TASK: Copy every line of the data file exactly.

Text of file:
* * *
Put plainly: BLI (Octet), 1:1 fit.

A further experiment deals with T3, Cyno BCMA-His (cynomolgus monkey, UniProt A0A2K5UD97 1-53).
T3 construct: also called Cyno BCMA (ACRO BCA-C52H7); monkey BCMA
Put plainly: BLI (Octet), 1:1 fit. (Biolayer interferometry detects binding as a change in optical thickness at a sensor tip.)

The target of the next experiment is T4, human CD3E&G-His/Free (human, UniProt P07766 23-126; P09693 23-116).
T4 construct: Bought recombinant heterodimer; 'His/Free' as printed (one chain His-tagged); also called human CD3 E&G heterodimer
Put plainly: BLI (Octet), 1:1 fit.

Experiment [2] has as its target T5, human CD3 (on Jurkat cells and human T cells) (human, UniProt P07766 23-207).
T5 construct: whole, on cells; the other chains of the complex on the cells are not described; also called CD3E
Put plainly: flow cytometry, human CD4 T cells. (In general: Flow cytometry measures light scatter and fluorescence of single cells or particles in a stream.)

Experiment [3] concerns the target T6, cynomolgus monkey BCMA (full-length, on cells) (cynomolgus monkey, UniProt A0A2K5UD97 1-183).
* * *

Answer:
Put plainly: BLI (Octet), 1:1 fit.

A further experiment deals with T3, Cyno BCMA-His (cynomolgus monkey, UniProt A0A2K5UD97 1-53).
T3 construct: also called Cyno BCMA (ACRO BCA-C52H7); monkey BCMA
Put plainly: BLI (Octet), 1:1 fit. (Biolayer interferometry detects binding as a change in optical thickness at a sensor tip.)

The target of the next experiment is T4, human CD3E&G-His/Free (human, UniProt P07766 23-126; P09693 23-116).
T4 construct: Bought recombinant heterodimer; 'His/Free' as printed (one chain His-tagged); also called human CD3 E&G heterodimer
Put plainly: BLI (Octet), 1:1 fit.

Experiment [2] has as its target T5, human CD3 (on Jurkat cells and human T cells) (human, UniProt P07766 23-207).
T5 construct: whole, on cells; the other chains of the complex on the cells are not described; also called CD3E
Put plainly: flow cytometry, human CD4 T cells. (In general: Flow cytometry measures light scatter and fluorescence of single cells or particles in a stream.)

Experiment [3] concerns the target T6, cynomolgus monkey BCMA (full-length, on cells) (cynomolgus monkey, UniProt A0A2K5UD97 1-183).